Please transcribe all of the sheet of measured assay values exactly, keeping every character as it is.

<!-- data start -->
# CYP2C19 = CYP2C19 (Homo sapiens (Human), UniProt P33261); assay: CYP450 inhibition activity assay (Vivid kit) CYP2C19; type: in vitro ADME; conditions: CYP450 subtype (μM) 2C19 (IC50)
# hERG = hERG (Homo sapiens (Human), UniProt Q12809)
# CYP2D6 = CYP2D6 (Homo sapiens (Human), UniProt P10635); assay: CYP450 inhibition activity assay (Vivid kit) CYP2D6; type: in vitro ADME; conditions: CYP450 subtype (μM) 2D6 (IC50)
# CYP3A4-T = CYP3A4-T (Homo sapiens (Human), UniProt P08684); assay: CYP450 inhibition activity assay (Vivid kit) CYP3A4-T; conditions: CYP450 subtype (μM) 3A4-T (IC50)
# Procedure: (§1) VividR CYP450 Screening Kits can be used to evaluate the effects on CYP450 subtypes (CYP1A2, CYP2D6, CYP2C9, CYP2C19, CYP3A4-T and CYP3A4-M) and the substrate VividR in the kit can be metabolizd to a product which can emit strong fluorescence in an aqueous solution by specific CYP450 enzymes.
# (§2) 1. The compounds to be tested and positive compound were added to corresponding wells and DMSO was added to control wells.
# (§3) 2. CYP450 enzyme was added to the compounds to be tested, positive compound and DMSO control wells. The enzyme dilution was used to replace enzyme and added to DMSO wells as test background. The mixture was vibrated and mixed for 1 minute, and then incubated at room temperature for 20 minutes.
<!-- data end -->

# CYP2C19 = CYP2C19 (Homo sapiens (Human), UniProt P33261); assay: CYP450 inhibition activity assay (Vivid kit) CYP2C19; type: in vitro ADME; conditions: CYP450 subtype (μM) 2C19 (IC50)
# hERG = hERG (Homo sapiens (Human), UniProt Q12809)
# CYP2D6 = CYP2D6 (Homo sapiens (Human), UniProt P10635); assay: CYP450 inhibition activity assay (Vivid kit) CYP2D6; type: in vitro ADME; conditions: CYP450 subtype (μM) 2D6 (IC50)
# CYP3A4-T = CYP3A4-T (Homo sapiens (Human), UniProt P08684); assay: CYP450 inhibition activity assay (Vivid kit) CYP3A4-T; conditions: CYP450 subtype (μM) 3A4-T (IC50)
# Procedure: (§1) VividR CYP450 Screening Kits can be used to evaluate the effects on CYP450 subtypes (CYP1A2, CYP2D6, CYP2C9, CYP2C19, CYP3A4-T and CYP3A4-M) and the substrate VividR in the kit can be metabolizd to a product which can emit strong fluorescence in an aqueous solution by specific CYP450 enzymes.
# (§2) 1. The compounds to be tested and positive compound were added to corresponding wells and DMSO was added to control wells.
# (§3) 2. CYP450 enzyme was added to the compounds to be tested, positive compound and DMSO control wells. The enzyme dilution was used to replace enzyme and added to DMSO wells as test background. The mixture was vibrated and mixed for 1 minute, and then incubated at room temperature for 20 minutes.